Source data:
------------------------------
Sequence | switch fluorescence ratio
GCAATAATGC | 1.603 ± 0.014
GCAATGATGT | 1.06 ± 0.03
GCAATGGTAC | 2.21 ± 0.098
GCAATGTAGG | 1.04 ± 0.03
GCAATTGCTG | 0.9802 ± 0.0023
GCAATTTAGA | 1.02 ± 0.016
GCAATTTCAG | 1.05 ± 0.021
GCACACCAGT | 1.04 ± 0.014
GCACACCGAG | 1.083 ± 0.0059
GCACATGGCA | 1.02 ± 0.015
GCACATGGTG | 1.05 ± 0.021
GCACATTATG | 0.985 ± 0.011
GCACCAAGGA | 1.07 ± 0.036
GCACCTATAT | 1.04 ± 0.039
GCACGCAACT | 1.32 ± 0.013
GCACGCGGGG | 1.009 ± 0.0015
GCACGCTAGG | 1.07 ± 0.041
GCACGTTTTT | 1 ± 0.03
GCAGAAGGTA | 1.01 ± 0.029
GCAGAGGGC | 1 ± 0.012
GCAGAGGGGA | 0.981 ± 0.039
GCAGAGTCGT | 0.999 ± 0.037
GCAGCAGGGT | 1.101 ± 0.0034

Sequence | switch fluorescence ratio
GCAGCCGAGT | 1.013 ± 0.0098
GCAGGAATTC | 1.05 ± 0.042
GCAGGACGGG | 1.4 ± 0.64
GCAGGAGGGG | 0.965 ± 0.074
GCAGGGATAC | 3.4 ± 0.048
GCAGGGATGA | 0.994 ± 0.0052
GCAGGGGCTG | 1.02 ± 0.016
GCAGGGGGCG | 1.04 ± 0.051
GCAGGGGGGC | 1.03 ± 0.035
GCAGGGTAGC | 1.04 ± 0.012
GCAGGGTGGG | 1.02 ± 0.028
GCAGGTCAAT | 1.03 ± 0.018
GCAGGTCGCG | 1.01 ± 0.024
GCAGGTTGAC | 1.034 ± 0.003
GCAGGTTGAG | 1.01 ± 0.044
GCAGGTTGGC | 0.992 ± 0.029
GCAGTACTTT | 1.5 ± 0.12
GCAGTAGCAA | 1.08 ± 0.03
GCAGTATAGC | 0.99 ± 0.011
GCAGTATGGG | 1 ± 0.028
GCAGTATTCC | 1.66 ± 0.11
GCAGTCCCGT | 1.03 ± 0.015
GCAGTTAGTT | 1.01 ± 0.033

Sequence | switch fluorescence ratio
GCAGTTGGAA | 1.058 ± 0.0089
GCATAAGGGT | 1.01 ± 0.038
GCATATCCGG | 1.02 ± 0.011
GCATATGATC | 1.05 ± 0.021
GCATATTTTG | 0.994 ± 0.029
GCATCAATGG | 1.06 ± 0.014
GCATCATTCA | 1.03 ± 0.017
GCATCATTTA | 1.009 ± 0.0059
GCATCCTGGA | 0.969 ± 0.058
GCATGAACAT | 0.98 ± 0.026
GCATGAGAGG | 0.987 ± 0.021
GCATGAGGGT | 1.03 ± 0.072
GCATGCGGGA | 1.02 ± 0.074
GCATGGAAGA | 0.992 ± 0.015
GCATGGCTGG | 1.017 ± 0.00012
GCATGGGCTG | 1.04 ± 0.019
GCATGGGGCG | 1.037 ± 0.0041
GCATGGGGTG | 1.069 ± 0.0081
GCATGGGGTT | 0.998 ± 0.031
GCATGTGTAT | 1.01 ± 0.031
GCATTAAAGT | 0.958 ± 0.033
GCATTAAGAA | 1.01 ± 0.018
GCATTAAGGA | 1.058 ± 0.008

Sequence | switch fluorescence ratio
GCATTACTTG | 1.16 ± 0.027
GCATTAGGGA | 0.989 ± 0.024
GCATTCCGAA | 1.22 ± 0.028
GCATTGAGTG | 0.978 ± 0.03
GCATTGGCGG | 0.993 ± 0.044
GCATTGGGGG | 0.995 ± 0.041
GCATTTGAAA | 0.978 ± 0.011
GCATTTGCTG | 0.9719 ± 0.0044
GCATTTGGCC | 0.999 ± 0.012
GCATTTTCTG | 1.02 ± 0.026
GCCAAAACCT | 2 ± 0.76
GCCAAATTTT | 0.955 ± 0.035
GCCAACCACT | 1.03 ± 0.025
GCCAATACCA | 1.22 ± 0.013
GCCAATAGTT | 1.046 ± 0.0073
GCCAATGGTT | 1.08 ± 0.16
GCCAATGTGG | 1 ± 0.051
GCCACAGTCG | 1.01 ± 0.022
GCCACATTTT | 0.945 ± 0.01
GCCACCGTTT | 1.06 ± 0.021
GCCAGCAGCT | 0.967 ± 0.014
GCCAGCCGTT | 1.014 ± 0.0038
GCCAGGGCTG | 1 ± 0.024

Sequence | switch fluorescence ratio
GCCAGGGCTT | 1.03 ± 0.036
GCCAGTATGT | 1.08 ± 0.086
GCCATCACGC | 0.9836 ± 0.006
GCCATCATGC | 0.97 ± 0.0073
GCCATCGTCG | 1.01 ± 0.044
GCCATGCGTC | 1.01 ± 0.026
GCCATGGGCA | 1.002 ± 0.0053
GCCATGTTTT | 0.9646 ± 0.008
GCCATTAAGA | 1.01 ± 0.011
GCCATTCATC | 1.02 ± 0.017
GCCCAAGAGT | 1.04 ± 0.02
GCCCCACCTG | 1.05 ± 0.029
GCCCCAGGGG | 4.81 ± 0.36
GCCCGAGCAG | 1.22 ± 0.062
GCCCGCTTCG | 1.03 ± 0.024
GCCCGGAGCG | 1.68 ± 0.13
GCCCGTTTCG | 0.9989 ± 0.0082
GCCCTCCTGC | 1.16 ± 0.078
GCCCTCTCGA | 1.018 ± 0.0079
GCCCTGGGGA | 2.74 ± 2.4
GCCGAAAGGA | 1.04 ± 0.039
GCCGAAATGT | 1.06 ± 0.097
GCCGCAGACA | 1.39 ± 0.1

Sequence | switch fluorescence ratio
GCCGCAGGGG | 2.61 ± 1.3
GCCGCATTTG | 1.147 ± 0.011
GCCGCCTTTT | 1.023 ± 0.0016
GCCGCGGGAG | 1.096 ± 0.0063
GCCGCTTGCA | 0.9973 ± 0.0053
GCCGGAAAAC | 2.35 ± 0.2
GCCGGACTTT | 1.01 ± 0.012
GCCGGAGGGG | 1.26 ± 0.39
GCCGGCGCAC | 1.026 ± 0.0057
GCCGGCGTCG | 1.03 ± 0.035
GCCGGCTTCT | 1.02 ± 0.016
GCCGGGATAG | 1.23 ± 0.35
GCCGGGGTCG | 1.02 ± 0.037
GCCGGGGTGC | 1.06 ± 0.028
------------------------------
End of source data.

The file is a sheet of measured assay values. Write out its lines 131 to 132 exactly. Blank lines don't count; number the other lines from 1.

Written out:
GCCGGCGTCG | 1.03 ± 0.035
GCCGGCTTCT | 1.02 ± 0.016